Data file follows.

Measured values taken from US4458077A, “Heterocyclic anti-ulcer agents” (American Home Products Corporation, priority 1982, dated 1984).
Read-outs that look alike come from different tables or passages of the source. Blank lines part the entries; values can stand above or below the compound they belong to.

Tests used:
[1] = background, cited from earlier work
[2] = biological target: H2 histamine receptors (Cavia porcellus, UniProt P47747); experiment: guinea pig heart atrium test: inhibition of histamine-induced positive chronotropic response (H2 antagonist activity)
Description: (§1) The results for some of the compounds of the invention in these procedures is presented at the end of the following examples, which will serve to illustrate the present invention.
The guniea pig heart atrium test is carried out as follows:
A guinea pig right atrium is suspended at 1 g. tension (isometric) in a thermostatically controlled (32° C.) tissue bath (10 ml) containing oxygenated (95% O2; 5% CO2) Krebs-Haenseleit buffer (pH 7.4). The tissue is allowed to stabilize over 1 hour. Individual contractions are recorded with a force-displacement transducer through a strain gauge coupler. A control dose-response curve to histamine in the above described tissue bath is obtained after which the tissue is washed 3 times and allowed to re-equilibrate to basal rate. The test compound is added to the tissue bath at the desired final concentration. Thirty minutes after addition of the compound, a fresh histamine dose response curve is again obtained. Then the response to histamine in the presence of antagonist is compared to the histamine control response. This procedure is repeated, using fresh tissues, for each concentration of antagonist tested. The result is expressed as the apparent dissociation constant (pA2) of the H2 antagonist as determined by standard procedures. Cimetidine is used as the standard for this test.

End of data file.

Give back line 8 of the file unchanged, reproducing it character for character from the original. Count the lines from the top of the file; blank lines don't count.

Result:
A guinea pig right atrium is suspended at 1 g. tension (isometric) in a thermostatically controlled (32° C.) tissue bath (10 ml) containing oxygenated (95% O2; 5% CO2) Krebs-Haenseleit buffer (pH 7.4). The tissue is allowed to stabilize over 1 hour. Individual contractions are recorded with a force-displacement transducer through a strain gauge coupler. A control dose-response curve to histamine in the above described tissue bath is obtained after which the tissue is washed 3 times and allowed to re-equilibrate to basal rate. The test compound is added to the tissue bath at the desired final concentration. Thirty minutes after addition of the compound, a fresh histamine dose response curve is again obtained. Then the response to histamine in the presence of antagonist is compared to the histamine control response. This procedure is repeated, using fresh tissues, for each concentration of antagonist tested. The result is expressed as the apparent dissociation constant (pA2) of the H2 antagonist as determined by standard procedures. Cimetidine is used as the standard for this test.